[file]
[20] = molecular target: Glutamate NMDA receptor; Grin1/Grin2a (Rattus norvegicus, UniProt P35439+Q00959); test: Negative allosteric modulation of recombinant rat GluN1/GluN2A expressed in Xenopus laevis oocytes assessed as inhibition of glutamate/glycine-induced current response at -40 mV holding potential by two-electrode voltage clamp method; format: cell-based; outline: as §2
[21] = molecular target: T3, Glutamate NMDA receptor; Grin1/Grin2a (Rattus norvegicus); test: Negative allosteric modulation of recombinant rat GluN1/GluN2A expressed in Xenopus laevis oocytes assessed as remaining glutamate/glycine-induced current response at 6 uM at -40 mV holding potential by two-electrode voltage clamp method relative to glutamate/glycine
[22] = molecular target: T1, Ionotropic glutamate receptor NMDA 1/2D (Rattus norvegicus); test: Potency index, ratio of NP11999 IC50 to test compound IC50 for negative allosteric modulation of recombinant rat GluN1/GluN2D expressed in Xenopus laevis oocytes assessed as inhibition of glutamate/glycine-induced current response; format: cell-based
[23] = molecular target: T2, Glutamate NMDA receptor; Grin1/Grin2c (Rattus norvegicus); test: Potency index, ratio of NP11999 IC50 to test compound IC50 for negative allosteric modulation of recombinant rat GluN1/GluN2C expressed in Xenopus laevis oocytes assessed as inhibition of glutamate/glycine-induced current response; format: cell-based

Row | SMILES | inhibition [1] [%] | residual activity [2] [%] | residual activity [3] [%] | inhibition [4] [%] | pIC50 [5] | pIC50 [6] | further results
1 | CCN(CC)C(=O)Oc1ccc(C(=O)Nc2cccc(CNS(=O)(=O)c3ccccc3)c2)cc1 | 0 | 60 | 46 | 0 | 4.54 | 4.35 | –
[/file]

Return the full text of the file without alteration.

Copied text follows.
[20] = molecular target: Glutamate NMDA receptor; Grin1/Grin2a (Rattus norvegicus, UniProt P35439+Q00959); test: Negative allosteric modulation of recombinant rat GluN1/GluN2A expressed in Xenopus laevis oocytes assessed as inhibition of glutamate/glycine-induced current response at -40 mV holding potential by two-electrode voltage clamp method; format: cell-based; outline: as §2
[21] = molecular target: T3, Glutamate NMDA receptor; Grin1/Grin2a (Rattus norvegicus); test: Negative allosteric modulation of recombinant rat GluN1/GluN2A expressed in Xenopus laevis oocytes assessed as remaining glutamate/glycine-induced current response at 6 uM at -40 mV holding potential by two-electrode voltage clamp method relative to glutamate/glycine
[22] = molecular target: T1, Ionotropic glutamate receptor NMDA 1/2D (Rattus norvegicus); test: Potency index, ratio of NP11999 IC50 to test compound IC50 for negative allosteric modulation of recombinant rat GluN1/GluN2D expressed in Xenopus laevis oocytes assessed as inhibition of glutamate/glycine-induced current response; format: cell-based
[23] = molecular target: T2, Glutamate NMDA receptor; Grin1/Grin2c (Rattus norvegicus); test: Potency index, ratio of NP11999 IC50 to test compound IC50 for negative allosteric modulation of recombinant rat GluN1/GluN2C expressed in Xenopus laevis oocytes assessed as inhibition of glutamate/glycine-induced current response; format: cell-based

Row | SMILES | inhibition [1] [%] | residual activity [2] [%] | residual activity [3] [%] | inhibition [4] [%] | pIC50 [5] | pIC50 [6] | further results
1 | CCN(CC)C(=O)Oc1ccc(C(=O)Nc2cccc(CNS(=O)(=O)c3ccccc3)c2)cc1 | 0 | 60 | 46 | 0 | 4.54 | 4.35 | –